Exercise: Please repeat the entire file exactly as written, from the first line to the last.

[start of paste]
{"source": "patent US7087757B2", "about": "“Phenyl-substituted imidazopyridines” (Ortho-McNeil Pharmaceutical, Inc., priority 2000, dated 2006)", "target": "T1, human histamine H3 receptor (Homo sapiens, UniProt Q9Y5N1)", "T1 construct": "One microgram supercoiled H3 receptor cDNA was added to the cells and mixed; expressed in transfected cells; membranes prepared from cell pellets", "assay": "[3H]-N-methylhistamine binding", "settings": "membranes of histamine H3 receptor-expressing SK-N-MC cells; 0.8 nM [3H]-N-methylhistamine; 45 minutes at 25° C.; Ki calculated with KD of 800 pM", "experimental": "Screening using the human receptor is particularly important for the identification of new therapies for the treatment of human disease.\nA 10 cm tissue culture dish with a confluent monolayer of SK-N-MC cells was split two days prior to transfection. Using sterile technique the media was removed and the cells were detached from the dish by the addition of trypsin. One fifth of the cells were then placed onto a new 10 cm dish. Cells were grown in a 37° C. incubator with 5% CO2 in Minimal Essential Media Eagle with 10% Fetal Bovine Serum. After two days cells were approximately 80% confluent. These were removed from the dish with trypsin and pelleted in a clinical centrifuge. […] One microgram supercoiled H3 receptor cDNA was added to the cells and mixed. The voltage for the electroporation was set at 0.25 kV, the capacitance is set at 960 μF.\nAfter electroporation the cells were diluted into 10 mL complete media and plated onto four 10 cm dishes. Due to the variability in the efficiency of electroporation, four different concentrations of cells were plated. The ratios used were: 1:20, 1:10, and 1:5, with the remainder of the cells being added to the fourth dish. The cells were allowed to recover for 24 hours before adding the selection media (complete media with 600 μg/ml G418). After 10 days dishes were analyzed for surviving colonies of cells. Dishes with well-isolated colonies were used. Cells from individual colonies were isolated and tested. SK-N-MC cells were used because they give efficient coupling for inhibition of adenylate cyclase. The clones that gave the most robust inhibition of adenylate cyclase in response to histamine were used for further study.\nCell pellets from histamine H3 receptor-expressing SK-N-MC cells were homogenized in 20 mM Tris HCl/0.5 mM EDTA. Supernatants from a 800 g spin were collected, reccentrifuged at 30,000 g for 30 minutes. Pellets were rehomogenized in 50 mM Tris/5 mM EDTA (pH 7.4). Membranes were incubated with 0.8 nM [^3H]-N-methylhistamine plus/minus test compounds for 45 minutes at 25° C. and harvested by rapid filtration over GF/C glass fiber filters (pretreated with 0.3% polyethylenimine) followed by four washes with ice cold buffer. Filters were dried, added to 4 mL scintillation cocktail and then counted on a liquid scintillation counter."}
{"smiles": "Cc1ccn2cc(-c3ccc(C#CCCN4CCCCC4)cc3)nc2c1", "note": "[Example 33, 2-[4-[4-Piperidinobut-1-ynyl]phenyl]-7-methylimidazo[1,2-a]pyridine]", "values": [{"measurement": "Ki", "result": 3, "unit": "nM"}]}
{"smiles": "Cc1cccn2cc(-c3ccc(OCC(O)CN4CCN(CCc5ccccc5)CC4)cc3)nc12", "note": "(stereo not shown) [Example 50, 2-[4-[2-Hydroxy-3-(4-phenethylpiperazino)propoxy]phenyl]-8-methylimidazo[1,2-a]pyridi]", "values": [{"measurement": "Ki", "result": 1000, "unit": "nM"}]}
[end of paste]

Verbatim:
{"source": "patent US7087757B2", "about": "“Phenyl-substituted imidazopyridines” (Ortho-McNeil Pharmaceutical, Inc., priority 2000, dated 2006)", "target": "T1, human histamine H3 receptor (Homo sapiens, UniProt Q9Y5N1)", "T1 construct": "One microgram supercoiled H3 receptor cDNA was added to the cells and mixed; expressed in transfected cells; membranes prepared from cell pellets", "assay": "[3H]-N-methylhistamine binding", "settings": "membranes of histamine H3 receptor-expressing SK-N-MC cells; 0.8 nM [3H]-N-methylhistamine; 45 minutes at 25° C.; Ki calculated with KD of 800 pM", "experimental": "Screening using the human receptor is particularly important for the identification of new therapies for the treatment of human disease.\nA 10 cm tissue culture dish with a confluent monolayer of SK-N-MC cells was split two days prior to transfection. Using sterile technique the media was removed and the cells were detached from the dish by the addition of trypsin. One fifth of the cells were then placed onto a new 10 cm dish. Cells were grown in a 37° C. incubator with 5% CO2 in Minimal Essential Media Eagle with 10% Fetal Bovine Serum. After two days cells were approximately 80% confluent. These were removed from the dish with trypsin and pelleted in a clinical centrifuge. […] One microgram supercoiled H3 receptor cDNA was added to the cells and mixed. The voltage for the electroporation was set at 0.25 kV, the capacitance is set at 960 μF.\nAfter electroporation the cells were diluted into 10 mL complete media and plated onto four 10 cm dishes. Due to the variability in the efficiency of electroporation, four different concentrations of cells were plated. The ratios used were: 1:20, 1:10, and 1:5, with the remainder of the cells being added to the fourth dish. The cells were allowed to recover for 24 hours before adding the selection media (complete media with 600 μg/ml G418). After 10 days dishes were analyzed for surviving colonies of cells. Dishes with well-isolated colonies were used. Cells from individual colonies were isolated and tested. SK-N-MC cells were used because they give efficient coupling for inhibition of adenylate cyclase. The clones that gave the most robust inhibition of adenylate cyclase in response to histamine were used for further study.\nCell pellets from histamine H3 receptor-expressing SK-N-MC cells were homogenized in 20 mM Tris HCl/0.5 mM EDTA. Supernatants from a 800 g spin were collected, reccentrifuged at 30,000 g for 30 minutes. Pellets were rehomogenized in 50 mM Tris/5 mM EDTA (pH 7.4). Membranes were incubated with 0.8 nM [^3H]-N-methylhistamine plus/minus test compounds for 45 minutes at 25° C. and harvested by rapid filtration over GF/C glass fiber filters (pretreated with 0.3% polyethylenimine) followed by four washes with ice cold buffer. Filters were dried, added to 4 mL scintillation cocktail and then counted on a liquid scintillation counter."}
{"smiles": "Cc1ccn2cc(-c3ccc(C#CCCN4CCCCC4)cc3)nc2c1", "note": "[Example 33, 2-[4-[4-Piperidinobut-1-ynyl]phenyl]-7-methylimidazo[1,2-a]pyridine]", "values": [{"measurement": "Ki", "result": 3, "unit": "nM"}]}
{"smiles": "Cc1cccn2cc(-c3ccc(OCC(O)CN4CCN(CCc5ccccc5)CC4)cc3)nc12", "note": "(stereo not shown) [Example 50, 2-[4-[2-Hydroxy-3-(4-phenethylpiperazino)propoxy]phenyl]-8-methylimidazo[1,2-a]pyridi]", "values": [{"measurement": "Ki", "result": 1000, "unit": "nM"}]}